Monday, October 17, 2005

Cash Cows: How Much Sense Do Buybacks Make?

The cow gets so fat it eventually bursts and rains cash.

Stock buybacks -- otherwise known as share repurchases -- are back.

Yep, with a combined $600 billion in the coffers, America's most cash-heavy companies have been rewarding investors by buying back their own stock.

During the quarter that ended June 30, companies in the S&P 500 index spent $81 billion buying back their own shares, a 92 percent increase over the same quarter year ago.

Imagine a company with 100 shares circulating and $100 in annual profit -- or $1 in earnings per share. If the company used a buyback to remove 50 shares from the marketplace, earnings for each of the remaining shares would rise to $2. All else being equal, that should cause the share price to double.

You don't need an MBA from Harvard to know that buybacks are a viable way to increase shareholder value.

Buybacks can be a great way to instill confidence in shareholders when they get the blues about the companies they own shares in.

Scenarios like this are not at all uncommon on Wall Street: Revenues at company XYZ are sluggish. Investors are getting queasy. Management has a psuedo-epiphany and announces the company is buying stock back from shareholders. Everyone toasts, parties, and revels like it's 1999.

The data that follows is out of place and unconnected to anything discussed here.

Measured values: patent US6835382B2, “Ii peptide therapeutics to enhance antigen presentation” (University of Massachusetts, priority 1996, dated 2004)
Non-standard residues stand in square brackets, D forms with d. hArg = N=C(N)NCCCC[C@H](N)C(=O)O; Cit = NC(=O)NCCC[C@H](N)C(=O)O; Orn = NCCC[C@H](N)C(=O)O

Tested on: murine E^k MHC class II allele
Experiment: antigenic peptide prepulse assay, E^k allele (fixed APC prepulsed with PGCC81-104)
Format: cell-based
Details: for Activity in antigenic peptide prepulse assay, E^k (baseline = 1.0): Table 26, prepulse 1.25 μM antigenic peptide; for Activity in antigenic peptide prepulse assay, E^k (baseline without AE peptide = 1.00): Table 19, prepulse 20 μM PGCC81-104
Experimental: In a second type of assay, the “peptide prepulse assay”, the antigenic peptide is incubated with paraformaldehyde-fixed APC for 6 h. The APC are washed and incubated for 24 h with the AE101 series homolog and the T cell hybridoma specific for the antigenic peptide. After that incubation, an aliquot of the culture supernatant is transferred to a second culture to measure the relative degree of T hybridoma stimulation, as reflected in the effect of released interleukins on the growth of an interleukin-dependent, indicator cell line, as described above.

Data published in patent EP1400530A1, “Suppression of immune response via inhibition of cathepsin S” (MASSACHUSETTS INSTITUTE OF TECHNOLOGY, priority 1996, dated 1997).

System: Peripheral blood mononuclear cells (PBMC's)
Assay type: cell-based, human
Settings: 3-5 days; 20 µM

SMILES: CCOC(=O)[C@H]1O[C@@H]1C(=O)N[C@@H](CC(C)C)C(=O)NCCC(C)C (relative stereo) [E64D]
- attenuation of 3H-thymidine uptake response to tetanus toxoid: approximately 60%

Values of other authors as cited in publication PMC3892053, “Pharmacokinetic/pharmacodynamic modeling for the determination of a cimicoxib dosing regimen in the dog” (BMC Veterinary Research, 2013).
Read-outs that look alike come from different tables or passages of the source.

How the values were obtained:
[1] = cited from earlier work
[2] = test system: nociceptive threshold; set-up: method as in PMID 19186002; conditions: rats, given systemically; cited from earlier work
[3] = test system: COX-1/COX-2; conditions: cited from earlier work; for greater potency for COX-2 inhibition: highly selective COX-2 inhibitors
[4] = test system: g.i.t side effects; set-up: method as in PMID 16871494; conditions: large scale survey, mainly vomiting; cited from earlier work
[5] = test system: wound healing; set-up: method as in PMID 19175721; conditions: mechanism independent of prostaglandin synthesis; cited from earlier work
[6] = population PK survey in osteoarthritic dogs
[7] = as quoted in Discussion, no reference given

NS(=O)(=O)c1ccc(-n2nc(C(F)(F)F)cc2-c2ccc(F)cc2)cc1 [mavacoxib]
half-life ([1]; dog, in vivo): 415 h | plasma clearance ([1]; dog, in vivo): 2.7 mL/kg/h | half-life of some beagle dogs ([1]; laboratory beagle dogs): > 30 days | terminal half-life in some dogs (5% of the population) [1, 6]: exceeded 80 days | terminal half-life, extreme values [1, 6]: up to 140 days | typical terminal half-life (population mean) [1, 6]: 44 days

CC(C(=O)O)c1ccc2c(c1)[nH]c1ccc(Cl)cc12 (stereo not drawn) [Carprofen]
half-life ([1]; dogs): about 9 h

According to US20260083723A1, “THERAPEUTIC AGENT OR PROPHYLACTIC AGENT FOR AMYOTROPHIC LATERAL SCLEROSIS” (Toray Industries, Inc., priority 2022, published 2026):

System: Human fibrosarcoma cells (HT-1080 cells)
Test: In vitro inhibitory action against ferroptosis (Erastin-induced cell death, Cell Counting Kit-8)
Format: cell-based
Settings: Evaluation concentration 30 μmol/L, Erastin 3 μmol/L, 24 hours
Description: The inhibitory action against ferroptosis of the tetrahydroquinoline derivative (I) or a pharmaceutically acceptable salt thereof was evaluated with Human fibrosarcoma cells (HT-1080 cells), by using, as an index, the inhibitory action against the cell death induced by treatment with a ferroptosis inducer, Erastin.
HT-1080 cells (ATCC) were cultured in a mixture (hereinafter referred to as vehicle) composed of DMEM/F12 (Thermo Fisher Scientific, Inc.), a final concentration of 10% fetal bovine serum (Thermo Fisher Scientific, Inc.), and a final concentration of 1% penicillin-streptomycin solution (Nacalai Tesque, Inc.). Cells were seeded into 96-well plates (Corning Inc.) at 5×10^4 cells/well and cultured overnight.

Yada, yada.

Is stripping shares out of circulation always a good idea?

Not really.

Most investors get giddy when companies announce buybacks.

I turn cautious.

Investors need to do their homework and ask themselves the proverbial $60,000 question: Is there anything besides a share repurchase that the company could be doing to increase shareholder value?

Accept buybacks at face value, in other words, only when all other opportunities have been exhausted.

Personally, I'd want to know why the company isn't increasing its dividend.

Readers of this site know that the majority of our portfolio is currently tied up in large cap, dividend paying stocks.

Most of them have weathered the market's downturn quite nicely, if we may add.

Dividends are money in your pocket; you can then decide if you want to take the cold cash or buy more shares.

Alternatively, why not spend the cash on research and development, or in some other way that will cause the business to grow?

Or has management has simply run out of ideas for growing the business?

Companies often say their shares are trading at attractive prices, so that buying them is a good investment.

Red flag, anyone? Why is the stock trading lower?

Finally, growth addicts would probably prefer to see the companies they are invested in deploy all their spare cash towards acquisitions.

For growth investors, growth is like crack -- they'll take it any way they can.

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